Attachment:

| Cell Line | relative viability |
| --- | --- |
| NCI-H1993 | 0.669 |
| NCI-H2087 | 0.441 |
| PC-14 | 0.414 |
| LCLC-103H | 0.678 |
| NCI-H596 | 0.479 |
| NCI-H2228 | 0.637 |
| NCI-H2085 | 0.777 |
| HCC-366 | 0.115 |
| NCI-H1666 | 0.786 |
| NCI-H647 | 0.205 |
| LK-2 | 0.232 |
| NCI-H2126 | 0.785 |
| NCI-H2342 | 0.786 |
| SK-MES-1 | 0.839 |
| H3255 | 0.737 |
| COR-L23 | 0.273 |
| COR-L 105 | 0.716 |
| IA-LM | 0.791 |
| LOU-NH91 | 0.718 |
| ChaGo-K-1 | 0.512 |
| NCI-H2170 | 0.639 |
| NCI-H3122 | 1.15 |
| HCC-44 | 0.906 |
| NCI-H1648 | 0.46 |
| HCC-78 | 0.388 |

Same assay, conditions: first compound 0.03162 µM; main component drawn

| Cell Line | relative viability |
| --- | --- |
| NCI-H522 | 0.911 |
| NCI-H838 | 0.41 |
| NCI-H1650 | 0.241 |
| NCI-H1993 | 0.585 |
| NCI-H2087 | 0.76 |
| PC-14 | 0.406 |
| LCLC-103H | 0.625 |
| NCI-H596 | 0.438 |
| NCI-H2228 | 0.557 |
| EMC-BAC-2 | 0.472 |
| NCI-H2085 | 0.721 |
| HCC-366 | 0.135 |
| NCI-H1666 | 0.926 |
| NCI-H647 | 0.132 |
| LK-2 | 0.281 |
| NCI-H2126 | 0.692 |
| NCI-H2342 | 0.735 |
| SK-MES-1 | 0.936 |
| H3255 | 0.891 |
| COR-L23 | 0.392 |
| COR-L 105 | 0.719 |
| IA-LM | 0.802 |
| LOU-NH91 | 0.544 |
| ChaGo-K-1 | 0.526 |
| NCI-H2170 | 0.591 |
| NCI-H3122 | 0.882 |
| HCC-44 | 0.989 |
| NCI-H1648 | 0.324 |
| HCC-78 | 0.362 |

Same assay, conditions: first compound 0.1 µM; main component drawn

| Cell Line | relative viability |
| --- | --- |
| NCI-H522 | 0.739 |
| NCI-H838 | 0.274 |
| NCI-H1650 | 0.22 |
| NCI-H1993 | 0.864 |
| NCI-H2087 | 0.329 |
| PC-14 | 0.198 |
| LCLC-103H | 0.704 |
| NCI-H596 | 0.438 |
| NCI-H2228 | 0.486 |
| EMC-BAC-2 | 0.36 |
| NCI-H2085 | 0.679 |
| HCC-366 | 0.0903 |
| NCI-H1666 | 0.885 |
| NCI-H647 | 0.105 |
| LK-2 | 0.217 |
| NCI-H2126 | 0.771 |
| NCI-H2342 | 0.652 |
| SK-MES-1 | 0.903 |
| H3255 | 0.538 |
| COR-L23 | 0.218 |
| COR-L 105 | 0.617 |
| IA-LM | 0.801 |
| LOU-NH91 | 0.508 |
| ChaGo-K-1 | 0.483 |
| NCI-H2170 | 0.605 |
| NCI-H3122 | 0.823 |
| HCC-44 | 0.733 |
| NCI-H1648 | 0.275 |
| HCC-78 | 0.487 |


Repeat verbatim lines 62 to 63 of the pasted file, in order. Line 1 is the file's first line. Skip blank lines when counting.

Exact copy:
| --- | --- |
| NCI-H522 | 0.739 |